People in western countries may be genetically “programmed” to consume fatty foods and alcohol from that those in the east, according to researchers at the University of Aberdeen in Scotland

The scientists also suggest that this genetic phenomenon is also connected to incidences of depression.

Dr. Alasdair MacKenzie, who headed the research team, told BBC that while Europeans are more geared to eating fatty food and drinking booze, Asians and others easterners who immigrate to the west are likely to fall into the same trap should they adopt local customs.

Specifically, there is a “genetic switch” that prompts people to eat unhealthy foods.

The switch controls the areas of the brain which allows us to select which foods we would like to eat and if it is turned on too strongly we are more likely to crave fatty foods and alcohol,” said MacKenzie.

The fact that the weaker switch is found more frequently in Asians compared to Europeans suggests they are less inclined to select such options. These results give us a glimpse into early European life where brewing and dairy produce were important sources of calories during the winter months.”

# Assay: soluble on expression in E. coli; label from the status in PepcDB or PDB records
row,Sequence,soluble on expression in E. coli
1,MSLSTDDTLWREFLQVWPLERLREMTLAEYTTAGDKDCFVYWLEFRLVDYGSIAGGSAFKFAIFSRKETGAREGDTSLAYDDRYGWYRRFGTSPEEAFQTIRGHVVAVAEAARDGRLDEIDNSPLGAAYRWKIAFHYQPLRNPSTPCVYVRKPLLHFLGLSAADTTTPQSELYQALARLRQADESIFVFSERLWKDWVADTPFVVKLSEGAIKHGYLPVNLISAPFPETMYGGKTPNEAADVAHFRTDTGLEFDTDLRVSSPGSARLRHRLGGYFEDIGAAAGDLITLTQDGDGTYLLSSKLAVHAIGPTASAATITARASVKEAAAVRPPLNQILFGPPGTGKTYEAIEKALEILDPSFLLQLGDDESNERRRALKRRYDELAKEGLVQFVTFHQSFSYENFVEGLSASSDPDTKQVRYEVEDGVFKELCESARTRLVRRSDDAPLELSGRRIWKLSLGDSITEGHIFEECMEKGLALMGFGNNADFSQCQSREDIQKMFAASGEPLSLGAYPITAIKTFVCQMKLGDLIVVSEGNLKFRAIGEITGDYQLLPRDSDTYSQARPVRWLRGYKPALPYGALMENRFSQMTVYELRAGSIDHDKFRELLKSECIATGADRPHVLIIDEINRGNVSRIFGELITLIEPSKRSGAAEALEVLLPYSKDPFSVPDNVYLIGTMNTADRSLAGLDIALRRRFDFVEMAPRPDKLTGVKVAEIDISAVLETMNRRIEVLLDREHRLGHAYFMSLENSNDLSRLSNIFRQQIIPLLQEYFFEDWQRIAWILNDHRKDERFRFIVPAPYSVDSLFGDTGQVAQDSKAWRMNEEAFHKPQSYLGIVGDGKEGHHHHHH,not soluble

MacKenzie added: Thus, a preference for food with a higher fat and alcohol content would have been important for survival. The negative effects of fat and alcohol we see today would not have mattered so much then as life expectancies were between 30 to 40 years.

In addition, he said: It is possible that during the winter individuals with the weaker switch may not have survived as well in Europe as those with the stronger switch and as a result those in the west have evolved to favor a high fat and alcohol-rich diet.

Obesity, a serious problem in the west, has been rising steadily since the 1970s.